Maputo — According to the Mozambican health authorities, 517 cases of cholera were diagnosed over the weekend in the central province of Sofala, mostly in the cyclone-devastated city of Beira.
Of these cases, 246 were diagnosed in the 24 hours from 29 to 30 March, and 271 in the following 24 hours, according to a report in the independent daily "O Pais". One of those diagnosed, a one year old child, died.
The figures refer to patients diagnosed in Beira, and in the districts of Dondo and Nhamatanda. Seven centres to treat cholera and other diarrhoeal diseases are now operating in Sofala, as well as ten field hospitals in Beira, Dondo, Nhamatanda and Buzi.
At a Sunday press conference in Beira, the National Director of Medical Care, Ussene Issa, announced that the promised cholera vaccination campaign will begin on Wednesday. It is hoped to vaccinate 880,000 people in Beira, Dondo, Buzi and Nhamatanda.
Ilesh Jani, director of the National Health Institute, said the vaccine, approved by the World Health Organisation (WHO), is administered orally to people over one year of age. It has an estimated effectiveness of 80 per cent.
Issa urged citizens to seek medical care as soon as they note possible symptoms of cholera (diarrhoea and vomiting). He said the child who died had reached the health unit in a very weak and dehydrated condition, after losing a great deal of fluid. He feared that other deaths may have occurred outside of the hospitals.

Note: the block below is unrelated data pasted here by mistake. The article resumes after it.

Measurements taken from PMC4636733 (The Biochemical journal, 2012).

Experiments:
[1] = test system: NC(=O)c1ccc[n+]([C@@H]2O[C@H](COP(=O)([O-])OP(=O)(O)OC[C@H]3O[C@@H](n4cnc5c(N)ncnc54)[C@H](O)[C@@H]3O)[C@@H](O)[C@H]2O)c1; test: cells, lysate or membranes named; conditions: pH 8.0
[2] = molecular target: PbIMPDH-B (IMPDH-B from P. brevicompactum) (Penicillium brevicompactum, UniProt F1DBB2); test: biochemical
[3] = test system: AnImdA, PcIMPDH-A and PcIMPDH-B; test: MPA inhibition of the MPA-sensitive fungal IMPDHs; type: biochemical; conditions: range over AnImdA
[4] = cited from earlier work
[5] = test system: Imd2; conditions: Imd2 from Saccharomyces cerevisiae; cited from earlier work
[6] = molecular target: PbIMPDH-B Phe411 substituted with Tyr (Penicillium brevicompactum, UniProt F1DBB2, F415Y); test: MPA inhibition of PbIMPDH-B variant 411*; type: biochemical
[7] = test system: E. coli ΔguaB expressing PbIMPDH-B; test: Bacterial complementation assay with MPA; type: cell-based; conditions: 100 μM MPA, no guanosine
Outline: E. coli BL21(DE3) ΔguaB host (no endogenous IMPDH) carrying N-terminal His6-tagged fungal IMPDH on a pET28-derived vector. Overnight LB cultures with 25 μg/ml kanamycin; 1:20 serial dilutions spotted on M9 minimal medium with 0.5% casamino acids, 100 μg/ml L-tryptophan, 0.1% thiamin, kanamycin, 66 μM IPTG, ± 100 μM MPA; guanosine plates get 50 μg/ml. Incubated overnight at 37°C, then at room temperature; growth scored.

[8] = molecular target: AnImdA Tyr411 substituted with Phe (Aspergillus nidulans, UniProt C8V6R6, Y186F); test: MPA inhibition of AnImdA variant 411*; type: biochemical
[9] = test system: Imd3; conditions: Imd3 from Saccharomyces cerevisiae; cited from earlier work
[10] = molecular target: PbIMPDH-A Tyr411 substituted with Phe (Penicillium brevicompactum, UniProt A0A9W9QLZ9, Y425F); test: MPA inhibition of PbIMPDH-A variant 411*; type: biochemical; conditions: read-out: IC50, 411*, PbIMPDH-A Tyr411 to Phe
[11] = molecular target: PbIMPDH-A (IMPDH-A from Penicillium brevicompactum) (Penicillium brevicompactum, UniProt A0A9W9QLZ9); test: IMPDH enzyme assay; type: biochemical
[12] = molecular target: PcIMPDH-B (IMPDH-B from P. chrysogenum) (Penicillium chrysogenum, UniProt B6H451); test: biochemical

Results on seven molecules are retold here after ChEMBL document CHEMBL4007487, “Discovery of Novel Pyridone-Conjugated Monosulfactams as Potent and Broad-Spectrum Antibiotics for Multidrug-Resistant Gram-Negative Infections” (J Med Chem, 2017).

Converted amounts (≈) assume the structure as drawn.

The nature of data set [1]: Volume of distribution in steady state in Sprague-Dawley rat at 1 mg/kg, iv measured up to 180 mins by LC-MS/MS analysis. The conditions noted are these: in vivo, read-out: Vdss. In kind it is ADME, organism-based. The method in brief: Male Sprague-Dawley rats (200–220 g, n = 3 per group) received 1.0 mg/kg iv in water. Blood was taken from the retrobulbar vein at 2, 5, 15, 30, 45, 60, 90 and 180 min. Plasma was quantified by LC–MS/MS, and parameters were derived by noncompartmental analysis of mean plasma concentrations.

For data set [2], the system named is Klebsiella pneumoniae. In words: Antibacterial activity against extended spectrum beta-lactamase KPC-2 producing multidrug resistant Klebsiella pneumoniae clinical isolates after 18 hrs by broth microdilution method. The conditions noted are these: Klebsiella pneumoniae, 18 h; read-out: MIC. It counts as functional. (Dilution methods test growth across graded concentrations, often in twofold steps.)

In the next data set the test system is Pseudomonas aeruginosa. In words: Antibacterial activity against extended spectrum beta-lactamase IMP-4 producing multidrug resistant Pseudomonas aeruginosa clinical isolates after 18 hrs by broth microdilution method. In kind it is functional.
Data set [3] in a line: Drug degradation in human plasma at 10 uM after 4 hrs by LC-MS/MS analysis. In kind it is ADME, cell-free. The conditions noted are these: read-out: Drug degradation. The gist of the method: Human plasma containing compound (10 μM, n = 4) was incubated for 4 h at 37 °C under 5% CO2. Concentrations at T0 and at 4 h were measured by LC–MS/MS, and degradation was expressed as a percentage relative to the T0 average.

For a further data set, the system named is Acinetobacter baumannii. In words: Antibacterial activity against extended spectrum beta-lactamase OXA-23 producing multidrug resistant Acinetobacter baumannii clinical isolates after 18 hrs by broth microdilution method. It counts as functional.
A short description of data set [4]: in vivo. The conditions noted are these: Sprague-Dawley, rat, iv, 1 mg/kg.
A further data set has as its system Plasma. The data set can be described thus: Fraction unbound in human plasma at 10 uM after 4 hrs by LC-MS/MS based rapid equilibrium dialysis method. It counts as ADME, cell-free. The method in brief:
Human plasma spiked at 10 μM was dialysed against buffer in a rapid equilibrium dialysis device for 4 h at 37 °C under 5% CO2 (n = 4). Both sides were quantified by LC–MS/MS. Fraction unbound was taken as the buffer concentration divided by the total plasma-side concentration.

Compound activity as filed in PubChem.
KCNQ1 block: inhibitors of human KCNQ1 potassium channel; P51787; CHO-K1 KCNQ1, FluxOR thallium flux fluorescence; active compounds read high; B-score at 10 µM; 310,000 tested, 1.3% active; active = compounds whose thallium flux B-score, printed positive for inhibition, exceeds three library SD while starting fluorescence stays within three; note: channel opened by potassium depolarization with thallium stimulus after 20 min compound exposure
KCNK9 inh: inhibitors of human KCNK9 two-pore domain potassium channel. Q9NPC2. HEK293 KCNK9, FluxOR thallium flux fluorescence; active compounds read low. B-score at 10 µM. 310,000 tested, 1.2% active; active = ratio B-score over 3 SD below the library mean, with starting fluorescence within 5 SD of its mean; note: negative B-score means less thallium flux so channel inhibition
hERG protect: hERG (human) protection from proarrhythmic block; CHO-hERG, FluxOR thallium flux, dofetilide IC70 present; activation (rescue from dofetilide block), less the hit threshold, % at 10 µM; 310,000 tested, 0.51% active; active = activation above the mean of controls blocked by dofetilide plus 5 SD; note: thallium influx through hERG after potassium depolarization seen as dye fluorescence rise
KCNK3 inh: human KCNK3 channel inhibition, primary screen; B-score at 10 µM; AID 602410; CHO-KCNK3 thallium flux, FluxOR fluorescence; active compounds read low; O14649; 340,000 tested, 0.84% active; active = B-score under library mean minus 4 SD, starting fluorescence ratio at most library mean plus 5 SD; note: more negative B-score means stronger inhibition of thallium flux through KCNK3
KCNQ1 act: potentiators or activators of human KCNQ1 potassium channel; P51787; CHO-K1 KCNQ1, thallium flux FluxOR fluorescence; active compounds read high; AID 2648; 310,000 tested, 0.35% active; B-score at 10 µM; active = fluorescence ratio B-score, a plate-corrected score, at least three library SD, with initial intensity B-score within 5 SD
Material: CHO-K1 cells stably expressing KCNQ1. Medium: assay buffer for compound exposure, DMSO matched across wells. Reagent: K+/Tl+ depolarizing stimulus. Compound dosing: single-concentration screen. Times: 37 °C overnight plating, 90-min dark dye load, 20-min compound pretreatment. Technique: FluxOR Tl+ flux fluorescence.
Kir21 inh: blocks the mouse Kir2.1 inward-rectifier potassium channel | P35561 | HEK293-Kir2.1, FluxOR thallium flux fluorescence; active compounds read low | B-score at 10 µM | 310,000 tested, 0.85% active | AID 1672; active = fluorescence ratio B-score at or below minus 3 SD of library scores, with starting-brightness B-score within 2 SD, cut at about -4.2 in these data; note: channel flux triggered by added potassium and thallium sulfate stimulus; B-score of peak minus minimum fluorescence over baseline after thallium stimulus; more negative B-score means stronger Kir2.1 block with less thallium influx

The authorities have updated the number of confirmed deaths from cyclone Idai and the subsequent flooding to 501. 847,723 people (equivalent to 169,734 households) are affected. Humanitarian aid is reaching the cyclone and flood victims through more than 150 accommodation centres..
The bulk of these are in Sofala, where there are 116 centres, catering for 109,702 people. In Manica there are 21 centres, where 14,047 people are living. In Zambezia, 13 centres were set up, where 13,203 people have taken shelter, and in Tete 2,655 people are receiving aid at five centres.
The cyclone destroyed 3,318 classrooms, affecting almost 100,000 pupils. In many schools, classes have resumed, but face great difficulties. The government has ordered the reprinting of school test and exercise books. An estimated 700,000 text books were lost to the floods.
53 health units in the affected areas were damage, and 669,903 hectares of crops were inundated.
The search and rescue phase of the post-cyclone phase has concluded, and the Mozambican relief agency, the National Disaster Management Institute (INGC), has switched is priorities to humanitarian assistance for the affected, to carrying out an exhaustive survey of the damage and of the needs, and to restoring basic services, such as water and electricity supplies, roads and communications.
The INGC is using drones to map the affected areas, and identify areas most at risk from water-borne diseases such as cholera.
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